The Infinite Palette
Modern Chinese Painting

Preface by K.Y. Ng

"The five colours are deeply enchanting" - a quotation from the Classic of Morality compiled over two thousand years ago tells us how our ancestors were obsessed with the wonders of colours. Indubitably, colour is one of the sources of pleasure from mankind's sensuous realm.

The last hundred years have witnessed a fantastic revival of colours in Chinese painting after centuries of restriction to a severe palette of blacks and ochres. A whole gamut of brilliant colours have bloomed with unprecedented pageantry marking the rise of a new epoch in the history of Chinese art.

The emergence of successive art movements in the 20th century has given Chinese painters more freedom and inspiration to experiment with different artistic ideas. While some artists prefer to stay with the traditional palette, taking in as much or as little innovative elements as they like, others have chosen to abandon completely the old styles and to put on a radical new look. Wu Hufan and He Tianjian were known for their inheritance of the blue-and-green colouring technique; Huang Binhong and Qian Shoutie for their light reddish-brown and pale-green landscapes; Yu Fei'an for his revival of the fine-line and heavy colour works of flower-and-bird initiated by the Song academy painters. Qi Baishi and Cui Zifan were noted for infusing ink, cinnabar red, aniline red and azurite blue pigments to work out sharp colour contrasts; Lin Fengmian and Wu Guanzhong for their introduction of the Western palette; Zhang Daqian for his successful assimilation of the stylistic essence of the past masters and in his late years, the fantastic creation of the "splashed-colour" style in a vigorous and freehand manner. In the metropolis of Hong Kong where Chinese and Western cultures interact, Luis Chan and Jackson Yu have tried oil painting techniques on Chinese paintings while senior masters like Chen Shuren and Zhao Shao'ang vest their works of the Lingnan School with a Japanese flavour. Their experiments with different colouring techniques have proven to be successful in bringing Chinese painting to a new spectrum.

Contemporary painters from Mainland China , Hong Kong and Taiwan enjoy infinite freedom in the use of ink and colour. Through a wide range of technical devices and styles including both abstract and realistic, they inject freshness, creating a new style. This has rendered Chinese painting a modernity and visual attraction for a wider and more appreciative audience.

Compared with their predecessors, contemporary Chinese painters have a much larger variety of pigments to choose from. In addition to the conventional selection of mineral and vegetative pigments such as cinnabar, ochre, azurite blue, malachite green and gamboge yellow, there are also imported colours, watercolours, oils and acrylics etc to make up a rich repertory of hues. For examples, Luis Chan and Jackson Yu are fond of the charming effects of acrylics, Xiao Shufang is particularly interested in English- made watercolours. Nancy Woo uses gouache imported from Germany while Zhao Chunxiang incorporates oils and acrylics in his works. With the efforts of all these artists, it is foreseeable that the palette of Chinese painting will be an "infinite" one which validates to the statement of the renowned master Lu Yanshao: "With the introduction of Western colours, the palette of Chinese painting has been much enriched. Why should painters still be restricted to the conventional pigments of ochre and indigo? I take the liberty to create a style that is neither old nor new, neither ancient nor contemporary."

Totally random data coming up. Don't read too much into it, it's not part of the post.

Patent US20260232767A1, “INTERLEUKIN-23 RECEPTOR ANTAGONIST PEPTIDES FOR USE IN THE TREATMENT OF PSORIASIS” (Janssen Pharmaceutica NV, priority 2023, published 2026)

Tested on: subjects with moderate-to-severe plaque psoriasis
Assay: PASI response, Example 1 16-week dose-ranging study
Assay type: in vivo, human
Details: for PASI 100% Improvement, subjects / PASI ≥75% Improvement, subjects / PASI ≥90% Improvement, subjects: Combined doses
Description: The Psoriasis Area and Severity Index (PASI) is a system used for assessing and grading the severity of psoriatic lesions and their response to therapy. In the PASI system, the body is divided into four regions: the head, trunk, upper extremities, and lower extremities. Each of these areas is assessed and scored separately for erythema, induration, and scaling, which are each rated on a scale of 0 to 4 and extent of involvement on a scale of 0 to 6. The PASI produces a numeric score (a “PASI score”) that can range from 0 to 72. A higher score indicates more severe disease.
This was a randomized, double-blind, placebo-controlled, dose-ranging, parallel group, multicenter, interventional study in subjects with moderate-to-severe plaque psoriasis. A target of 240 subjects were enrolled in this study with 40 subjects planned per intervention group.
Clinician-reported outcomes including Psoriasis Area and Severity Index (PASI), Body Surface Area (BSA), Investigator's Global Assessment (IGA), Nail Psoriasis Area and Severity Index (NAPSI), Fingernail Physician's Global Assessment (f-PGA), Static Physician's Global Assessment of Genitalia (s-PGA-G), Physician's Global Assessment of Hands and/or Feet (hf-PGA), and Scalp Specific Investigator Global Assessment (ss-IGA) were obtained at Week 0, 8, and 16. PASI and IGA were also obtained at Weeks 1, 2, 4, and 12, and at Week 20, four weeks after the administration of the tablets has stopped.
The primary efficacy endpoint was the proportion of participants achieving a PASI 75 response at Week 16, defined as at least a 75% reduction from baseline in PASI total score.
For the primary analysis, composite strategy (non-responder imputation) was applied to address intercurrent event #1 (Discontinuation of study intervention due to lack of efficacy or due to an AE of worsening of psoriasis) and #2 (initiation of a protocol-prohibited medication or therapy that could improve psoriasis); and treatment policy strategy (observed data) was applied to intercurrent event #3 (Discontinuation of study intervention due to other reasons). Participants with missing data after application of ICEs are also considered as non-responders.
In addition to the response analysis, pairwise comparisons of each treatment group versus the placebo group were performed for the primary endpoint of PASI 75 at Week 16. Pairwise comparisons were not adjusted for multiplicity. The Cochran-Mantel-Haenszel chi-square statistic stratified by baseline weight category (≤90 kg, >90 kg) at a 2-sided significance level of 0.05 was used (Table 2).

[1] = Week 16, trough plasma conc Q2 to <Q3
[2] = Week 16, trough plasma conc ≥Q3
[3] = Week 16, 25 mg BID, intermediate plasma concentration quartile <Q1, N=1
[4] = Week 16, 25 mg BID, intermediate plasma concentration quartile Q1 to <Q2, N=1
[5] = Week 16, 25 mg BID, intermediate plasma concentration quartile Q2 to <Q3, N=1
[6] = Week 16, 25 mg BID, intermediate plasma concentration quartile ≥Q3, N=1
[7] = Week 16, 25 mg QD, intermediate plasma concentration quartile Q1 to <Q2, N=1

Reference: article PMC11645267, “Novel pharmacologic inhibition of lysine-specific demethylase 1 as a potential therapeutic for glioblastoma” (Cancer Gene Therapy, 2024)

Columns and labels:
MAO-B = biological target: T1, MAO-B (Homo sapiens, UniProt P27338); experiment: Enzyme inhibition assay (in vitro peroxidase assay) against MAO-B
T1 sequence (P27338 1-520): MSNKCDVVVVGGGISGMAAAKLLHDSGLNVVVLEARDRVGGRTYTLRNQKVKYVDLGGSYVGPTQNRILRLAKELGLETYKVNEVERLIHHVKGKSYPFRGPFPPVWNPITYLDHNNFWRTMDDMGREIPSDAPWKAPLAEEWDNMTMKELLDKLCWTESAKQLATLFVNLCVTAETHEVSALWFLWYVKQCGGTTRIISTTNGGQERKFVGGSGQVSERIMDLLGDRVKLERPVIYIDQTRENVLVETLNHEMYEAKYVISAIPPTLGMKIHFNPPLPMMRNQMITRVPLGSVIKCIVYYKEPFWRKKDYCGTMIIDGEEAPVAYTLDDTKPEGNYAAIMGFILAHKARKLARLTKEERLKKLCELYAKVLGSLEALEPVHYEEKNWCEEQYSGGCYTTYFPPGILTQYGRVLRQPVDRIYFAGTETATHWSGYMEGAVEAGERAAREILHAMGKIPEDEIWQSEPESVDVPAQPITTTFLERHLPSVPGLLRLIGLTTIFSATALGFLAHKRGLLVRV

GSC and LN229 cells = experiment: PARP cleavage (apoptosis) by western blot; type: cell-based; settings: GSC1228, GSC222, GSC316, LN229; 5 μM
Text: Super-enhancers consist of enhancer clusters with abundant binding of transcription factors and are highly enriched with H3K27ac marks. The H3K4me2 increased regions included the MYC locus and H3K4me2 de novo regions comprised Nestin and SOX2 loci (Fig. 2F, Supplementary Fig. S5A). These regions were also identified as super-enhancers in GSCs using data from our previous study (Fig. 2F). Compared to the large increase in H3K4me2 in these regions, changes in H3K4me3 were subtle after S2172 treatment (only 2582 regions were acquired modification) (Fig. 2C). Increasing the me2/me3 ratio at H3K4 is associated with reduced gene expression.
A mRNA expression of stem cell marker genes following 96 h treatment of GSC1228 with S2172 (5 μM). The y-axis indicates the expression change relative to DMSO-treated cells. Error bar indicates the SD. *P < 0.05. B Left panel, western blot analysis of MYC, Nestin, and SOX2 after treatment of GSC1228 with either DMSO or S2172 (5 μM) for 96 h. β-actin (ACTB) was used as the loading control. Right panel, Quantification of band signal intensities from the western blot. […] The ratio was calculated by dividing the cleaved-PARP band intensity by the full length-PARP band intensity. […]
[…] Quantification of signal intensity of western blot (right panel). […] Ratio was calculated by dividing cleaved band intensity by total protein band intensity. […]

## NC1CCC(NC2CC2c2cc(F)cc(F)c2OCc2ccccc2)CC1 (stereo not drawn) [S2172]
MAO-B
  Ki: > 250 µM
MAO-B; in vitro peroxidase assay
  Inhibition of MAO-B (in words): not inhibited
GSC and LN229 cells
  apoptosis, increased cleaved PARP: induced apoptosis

"Breadth and essence is created by applying colour in accordance with subjects; spirit is engendered through the merging of colours and ink." It is anticipated that Chinese painting will see a broader and deeper vision as its colouring techniques and styles further develop in the days to come.

"The Infinite Palette - Modern Chinese Painting" is our fifth thematic exhibition which aims at exploring the new trends and transformations in modern Chinese painting. The best representative works by selected artists from the 20th century have been collectively displayed to reveal their pursuits and accomplishments in the use of colours in Chinese painting. I would like to express my sincere thanks to Mr. Lee Yun-won, Head of the Fine Arts Department of the Chinese University of Hong Kong and Mr. Tong Kam-tang who have spent much time to write academic articles for our exhibition catalogue. Special thanks are also due to those who have given valuable advice and assistance. I would also like to thank Mr. Yip Man-yam, highly regarded seal-carver and calligrapher, for writing the exhibition title in his fine calligraphy. Lastly, may I take this chance to invite viewers and critics to give suggestions and comments on our present show.

 

Ng Kai-yuen July, 1993

 

Remarks
We have made our artists' biography at the last section of this catalogue a brief one because detailed information of these renowned artists can easily be found in most artists dictionaries. However, in the course of compiling the biographies we noticed that different figures were given by different sources regarding the year of birth or death of some of the artists. Moreover, errors have been found in the birth year of a few artists provided in our earlier publication, In the Literati Tradition - 19th and 20th Century Chinese Paintings. Corrections have been made according to information provided by Kao Mayching's Twentieth-Century Chinese Painting. For example, Qi Baishi was born in 1864 and died in 1957, Zhu Qizhan was born in 1892 and Zhao Shao'ang 1905.

Preface by K.Y. Ng
The Palette of Chinese Painting
The Palette of Twentieth-Century Chinese Painting
Online Catalogue